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Details of Grant 

EPSRC Reference: EP/F040644/1
Title: NANOSCOPE: looking inside a living cell with nanoscale resolution
Principal Investigator: Zheludev, Professor N
Other Investigators:
Dennis, Professor MR Chen, Dr Y Chad, Professor JE
Dholakia, Professor K
Researcher Co-Investigators:
Project Partners:
Department: Optoelectronics Research Ctr (closed)
Organisation: University of Southampton
Scheme: Standard Research
Starts: 01 October 2008 Ends: 31 March 2013 Value (£): 2,253,910
EPSRC Research Topic Classifications:
Lasers & Optics Optical Devices & Subsystems
Optical Phenomena
EPSRC Industrial Sector Classifications:
Electronics Healthcare
Related Grants:
Panel History:
Panel DatePanel NameOutcome
29 Jan 2008 Basic Tech Call 7 Full Proposals Panel Mtng 2008 Announced
Summary on Grant Application Form
The increase in resolution of observational instruments is one of the main drivers of science and technology. Optical, electron and scanning microscopy have facilitated an uncountable number of key discoveries in biology, medicine, geology, chemistry, materials research and physics, while these instruments are now routinely used in hospitals, research and industrial laboratories. Although the wide application of lasers has led to the development of a number of high-resolution nonlinear optical techniques, these techniques only work with narrow classes of specimens and require the application of high and often destructive light intensity levels. Electron microscopy can provide high resolution, but living cells cannot survive the required vacuum, exposure to intense electron beams or sometimes necessary sample metallization. High resolution tunnelling and optical scanning microscopes (SNOM) are not capable of seeing internal sections of a living object - or indeed any object - without destroying it: their operation depends on the presence of probes a few nanometres from the feature being imaged. Therefore, it has not been possible so far to look inside a living cell or small biological object non-destructively with sub-wavelength resolution using low intensity light and without dependence on specific molecular absorption resonances.In the last few years we have witnessed the remarkable development of a new concept of optical super-resolution, proposed by Profs. Sir John Pendry and Victor Veselago. It is based on a negative-index material that refracts light in the opposite direction to normal media. Although the technology has been proved in principle, the development of a suitable optical negative index material for the negative index super-lens will require many years of work to overcome limitations of the nano-fabrication process and losses. Here we propose to develop a technology ALTERNATIVE to the Pendry-Veselago super-lens that will make possible sub-wavelength imaging. Our concept centres around a remarkable theoretical discovery published in 2006: Profs. Sir Michael Berry and Sandu Popescu (Bristol University and HP Laboratories) predicted that a properly designed grating structure could create sub-wavelength localisations of light that propagate several wavelengths away from the structure, into the far-field. They relate this effect to the fact that band-limited functions are able to oscillate arbitrarily faster than the highest Fourier components they contain, a phenomenon known as super-oscillation. This gives an opportunity of colossal importance: in principle it is possible to create an optical instrument with resolution far exceeding the wavelength limit and operating with specimens located a few tens of microns away from the lens without developing negative index materials. Recently our group demonstrated a far-field subwavelength concentrator of light, a nanolens which is an appropriately designed array of nano-holes that creates optical super-oscillations and focuses coherent radiation into a sub-Rayleigh resolution spot. This provides the foundation for our proposal that will give the UK science an exceptional opportunity to develop a new technology which was born in this country. The main goal of the proposed research is to develop a new generation of non-invasive super-resolution optical technologies (nanoscope) based on the development of the super-oscillation concept and to demonstrate the use of nanoscope instruments with the hope of imaging the inside of a living cell and perhaps a single large bio-molecule. The technique will also provide new opportunities for trapping and manipulating extremely small objects, for instance inside a living cell or detecting the motion of nanoparticles on optical landscapes. Beyond the biological applications this project will have a colossal impact on all types of imaging application and on lithography high-density component integration.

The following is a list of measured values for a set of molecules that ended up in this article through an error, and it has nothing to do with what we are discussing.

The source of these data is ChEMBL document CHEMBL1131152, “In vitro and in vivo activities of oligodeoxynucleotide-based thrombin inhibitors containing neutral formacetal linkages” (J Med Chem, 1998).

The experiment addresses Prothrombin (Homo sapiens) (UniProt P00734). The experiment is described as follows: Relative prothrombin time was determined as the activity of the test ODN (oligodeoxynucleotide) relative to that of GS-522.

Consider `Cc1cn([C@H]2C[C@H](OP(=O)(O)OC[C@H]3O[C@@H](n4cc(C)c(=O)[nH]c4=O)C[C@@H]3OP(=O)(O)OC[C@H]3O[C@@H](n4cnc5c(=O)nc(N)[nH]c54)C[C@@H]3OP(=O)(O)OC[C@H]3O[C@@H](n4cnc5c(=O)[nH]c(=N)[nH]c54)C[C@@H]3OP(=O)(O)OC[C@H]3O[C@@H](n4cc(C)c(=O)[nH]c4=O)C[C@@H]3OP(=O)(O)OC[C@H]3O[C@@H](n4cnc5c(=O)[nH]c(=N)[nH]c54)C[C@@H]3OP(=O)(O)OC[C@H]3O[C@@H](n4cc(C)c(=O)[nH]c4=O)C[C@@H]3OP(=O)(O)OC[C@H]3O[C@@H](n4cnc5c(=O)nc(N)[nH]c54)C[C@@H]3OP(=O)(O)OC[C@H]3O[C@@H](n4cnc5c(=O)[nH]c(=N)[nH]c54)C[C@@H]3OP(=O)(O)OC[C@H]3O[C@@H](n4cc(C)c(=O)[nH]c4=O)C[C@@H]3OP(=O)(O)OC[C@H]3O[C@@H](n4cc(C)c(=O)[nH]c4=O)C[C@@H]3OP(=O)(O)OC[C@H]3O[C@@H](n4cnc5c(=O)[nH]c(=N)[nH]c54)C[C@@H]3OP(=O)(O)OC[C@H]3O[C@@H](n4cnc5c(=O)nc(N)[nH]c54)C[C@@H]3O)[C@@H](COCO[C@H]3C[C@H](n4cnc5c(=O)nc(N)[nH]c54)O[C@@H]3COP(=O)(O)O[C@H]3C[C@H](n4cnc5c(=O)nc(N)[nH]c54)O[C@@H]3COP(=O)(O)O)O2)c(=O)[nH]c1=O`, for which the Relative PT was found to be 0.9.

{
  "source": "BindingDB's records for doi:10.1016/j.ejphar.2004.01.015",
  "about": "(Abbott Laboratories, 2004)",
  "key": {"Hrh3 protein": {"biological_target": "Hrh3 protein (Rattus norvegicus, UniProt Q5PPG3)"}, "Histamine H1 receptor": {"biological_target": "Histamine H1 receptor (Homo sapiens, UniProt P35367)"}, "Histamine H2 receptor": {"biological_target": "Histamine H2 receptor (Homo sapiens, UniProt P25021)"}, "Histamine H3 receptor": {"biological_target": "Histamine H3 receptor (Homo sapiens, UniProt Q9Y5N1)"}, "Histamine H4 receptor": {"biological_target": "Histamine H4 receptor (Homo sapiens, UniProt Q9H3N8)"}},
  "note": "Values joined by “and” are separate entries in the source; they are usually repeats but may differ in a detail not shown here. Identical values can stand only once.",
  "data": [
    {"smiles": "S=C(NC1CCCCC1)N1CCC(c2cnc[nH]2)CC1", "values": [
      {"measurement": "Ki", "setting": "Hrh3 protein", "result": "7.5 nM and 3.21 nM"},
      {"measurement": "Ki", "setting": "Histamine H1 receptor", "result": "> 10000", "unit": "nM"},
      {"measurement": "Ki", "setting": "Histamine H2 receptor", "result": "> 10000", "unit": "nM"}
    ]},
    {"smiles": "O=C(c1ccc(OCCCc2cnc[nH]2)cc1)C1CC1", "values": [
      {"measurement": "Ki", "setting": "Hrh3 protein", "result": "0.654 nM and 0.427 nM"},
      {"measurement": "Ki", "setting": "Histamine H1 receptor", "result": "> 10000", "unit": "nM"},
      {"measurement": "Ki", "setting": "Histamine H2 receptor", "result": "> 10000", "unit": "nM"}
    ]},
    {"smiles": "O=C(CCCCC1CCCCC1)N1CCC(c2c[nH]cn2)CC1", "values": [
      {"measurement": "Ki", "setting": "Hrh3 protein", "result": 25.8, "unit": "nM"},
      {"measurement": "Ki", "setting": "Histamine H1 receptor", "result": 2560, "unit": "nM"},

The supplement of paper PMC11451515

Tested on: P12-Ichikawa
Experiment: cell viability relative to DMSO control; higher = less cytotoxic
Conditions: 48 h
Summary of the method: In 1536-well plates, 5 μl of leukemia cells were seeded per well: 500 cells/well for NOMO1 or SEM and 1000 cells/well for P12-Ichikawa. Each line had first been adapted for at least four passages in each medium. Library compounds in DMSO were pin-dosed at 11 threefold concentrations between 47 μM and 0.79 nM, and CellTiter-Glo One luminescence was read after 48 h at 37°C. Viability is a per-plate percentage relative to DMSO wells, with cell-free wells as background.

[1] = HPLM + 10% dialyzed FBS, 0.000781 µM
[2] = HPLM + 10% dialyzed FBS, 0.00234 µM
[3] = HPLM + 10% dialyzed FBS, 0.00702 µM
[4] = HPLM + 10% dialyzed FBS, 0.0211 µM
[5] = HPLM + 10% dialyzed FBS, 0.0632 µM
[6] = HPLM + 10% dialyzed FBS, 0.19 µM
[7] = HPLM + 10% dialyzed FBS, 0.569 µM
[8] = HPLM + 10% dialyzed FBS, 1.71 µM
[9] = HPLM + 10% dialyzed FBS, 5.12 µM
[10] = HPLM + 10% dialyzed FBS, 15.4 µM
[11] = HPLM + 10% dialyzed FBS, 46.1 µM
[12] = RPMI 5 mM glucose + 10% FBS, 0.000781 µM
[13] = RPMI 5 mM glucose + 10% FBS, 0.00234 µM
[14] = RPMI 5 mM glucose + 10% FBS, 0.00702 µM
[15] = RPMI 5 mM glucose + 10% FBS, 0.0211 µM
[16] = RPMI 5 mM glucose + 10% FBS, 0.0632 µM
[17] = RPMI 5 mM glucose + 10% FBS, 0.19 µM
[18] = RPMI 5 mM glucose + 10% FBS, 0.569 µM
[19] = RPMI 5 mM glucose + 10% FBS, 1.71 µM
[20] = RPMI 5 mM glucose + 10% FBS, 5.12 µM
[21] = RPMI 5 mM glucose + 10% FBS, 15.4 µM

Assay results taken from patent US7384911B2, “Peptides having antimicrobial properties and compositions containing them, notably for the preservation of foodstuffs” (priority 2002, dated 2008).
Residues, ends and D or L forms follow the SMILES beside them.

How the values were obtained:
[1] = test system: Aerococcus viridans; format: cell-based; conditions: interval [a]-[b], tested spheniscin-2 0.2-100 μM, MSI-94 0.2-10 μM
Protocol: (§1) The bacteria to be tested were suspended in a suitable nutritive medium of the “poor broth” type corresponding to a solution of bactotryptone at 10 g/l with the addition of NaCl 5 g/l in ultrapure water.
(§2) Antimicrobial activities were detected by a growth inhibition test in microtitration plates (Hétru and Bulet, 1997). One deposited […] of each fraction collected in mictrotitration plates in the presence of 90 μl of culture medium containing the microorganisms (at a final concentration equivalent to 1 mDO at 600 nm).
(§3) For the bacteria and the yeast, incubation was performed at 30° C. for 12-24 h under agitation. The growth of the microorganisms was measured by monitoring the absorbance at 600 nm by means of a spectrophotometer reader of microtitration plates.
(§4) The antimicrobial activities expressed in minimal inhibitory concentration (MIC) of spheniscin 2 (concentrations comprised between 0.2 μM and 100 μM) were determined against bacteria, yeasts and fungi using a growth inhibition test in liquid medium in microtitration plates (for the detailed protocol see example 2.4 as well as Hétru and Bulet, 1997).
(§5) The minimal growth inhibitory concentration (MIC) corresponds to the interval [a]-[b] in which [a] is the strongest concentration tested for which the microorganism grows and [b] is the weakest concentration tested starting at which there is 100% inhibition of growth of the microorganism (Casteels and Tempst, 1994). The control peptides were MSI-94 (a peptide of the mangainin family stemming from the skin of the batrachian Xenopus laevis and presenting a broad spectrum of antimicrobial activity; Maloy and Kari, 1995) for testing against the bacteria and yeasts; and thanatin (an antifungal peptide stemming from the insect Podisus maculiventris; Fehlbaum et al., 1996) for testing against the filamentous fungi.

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Organisation Website: http://www.soton.ac.uk